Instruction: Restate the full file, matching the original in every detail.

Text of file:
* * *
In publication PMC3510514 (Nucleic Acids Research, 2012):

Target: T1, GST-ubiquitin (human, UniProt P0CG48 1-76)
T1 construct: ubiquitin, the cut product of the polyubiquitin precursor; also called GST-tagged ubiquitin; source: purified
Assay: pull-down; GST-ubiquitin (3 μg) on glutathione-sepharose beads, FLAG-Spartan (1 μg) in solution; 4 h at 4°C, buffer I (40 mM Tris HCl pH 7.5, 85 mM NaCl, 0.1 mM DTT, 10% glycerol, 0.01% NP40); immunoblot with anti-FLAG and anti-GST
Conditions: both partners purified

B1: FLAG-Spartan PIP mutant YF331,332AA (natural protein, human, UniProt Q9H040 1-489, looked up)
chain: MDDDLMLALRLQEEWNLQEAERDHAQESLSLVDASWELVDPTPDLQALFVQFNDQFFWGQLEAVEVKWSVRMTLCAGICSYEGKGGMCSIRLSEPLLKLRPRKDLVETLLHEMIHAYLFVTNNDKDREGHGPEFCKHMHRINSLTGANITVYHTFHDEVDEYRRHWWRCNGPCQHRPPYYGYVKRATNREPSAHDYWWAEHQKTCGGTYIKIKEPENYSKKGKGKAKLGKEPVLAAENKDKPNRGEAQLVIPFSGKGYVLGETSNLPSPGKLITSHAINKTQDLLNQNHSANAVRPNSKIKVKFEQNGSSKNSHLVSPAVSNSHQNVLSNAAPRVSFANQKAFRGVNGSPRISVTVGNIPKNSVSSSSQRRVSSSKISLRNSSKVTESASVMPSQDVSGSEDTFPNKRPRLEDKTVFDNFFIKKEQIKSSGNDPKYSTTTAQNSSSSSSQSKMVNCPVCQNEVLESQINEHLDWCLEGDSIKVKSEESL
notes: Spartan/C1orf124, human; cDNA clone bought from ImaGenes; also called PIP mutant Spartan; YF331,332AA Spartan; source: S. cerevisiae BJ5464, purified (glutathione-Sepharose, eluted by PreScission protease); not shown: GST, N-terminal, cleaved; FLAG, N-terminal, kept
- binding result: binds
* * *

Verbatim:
In publication PMC3510514 (Nucleic Acids Research, 2012):

Target: T1, GST-ubiquitin (human, UniProt P0CG48 1-76)
T1 construct: ubiquitin, the cut product of the polyubiquitin precursor; also called GST-tagged ubiquitin; source: purified
Assay: pull-down; GST-ubiquitin (3 μg) on glutathione-sepharose beads, FLAG-Spartan (1 μg) in solution; 4 h at 4°C, buffer I (40 mM Tris HCl pH 7.5, 85 mM NaCl, 0.1 mM DTT, 10% glycerol, 0.01% NP40); immunoblot with anti-FLAG and anti-GST
Conditions: both partners purified

B1: FLAG-Spartan PIP mutant YF331,332AA (natural protein, human, UniProt Q9H040 1-489, looked up)
chain: MDDDLMLALRLQEEWNLQEAERDHAQESLSLVDASWELVDPTPDLQALFVQFNDQFFWGQLEAVEVKWSVRMTLCAGICSYEGKGGMCSIRLSEPLLKLRPRKDLVETLLHEMIHAYLFVTNNDKDREGHGPEFCKHMHRINSLTGANITVYHTFHDEVDEYRRHWWRCNGPCQHRPPYYGYVKRATNREPSAHDYWWAEHQKTCGGTYIKIKEPENYSKKGKGKAKLGKEPVLAAENKDKPNRGEAQLVIPFSGKGYVLGETSNLPSPGKLITSHAINKTQDLLNQNHSANAVRPNSKIKVKFEQNGSSKNSHLVSPAVSNSHQNVLSNAAPRVSFANQKAFRGVNGSPRISVTVGNIPKNSVSSSSQRRVSSSKISLRNSSKVTESASVMPSQDVSGSEDTFPNKRPRLEDKTVFDNFFIKKEQIKSSGNDPKYSTTTAQNSSSSSSQSKMVNCPVCQNEVLESQINEHLDWCLEGDSIKVKSEESL
notes: Spartan/C1orf124, human; cDNA clone bought from ImaGenes; also called PIP mutant Spartan; YF331,332AA Spartan; source: S. cerevisiae BJ5464, purified (glutathione-Sepharose, eluted by PreScission protease); not shown: GST, N-terminal, cleaved; FLAG, N-terminal, kept
- binding result: binds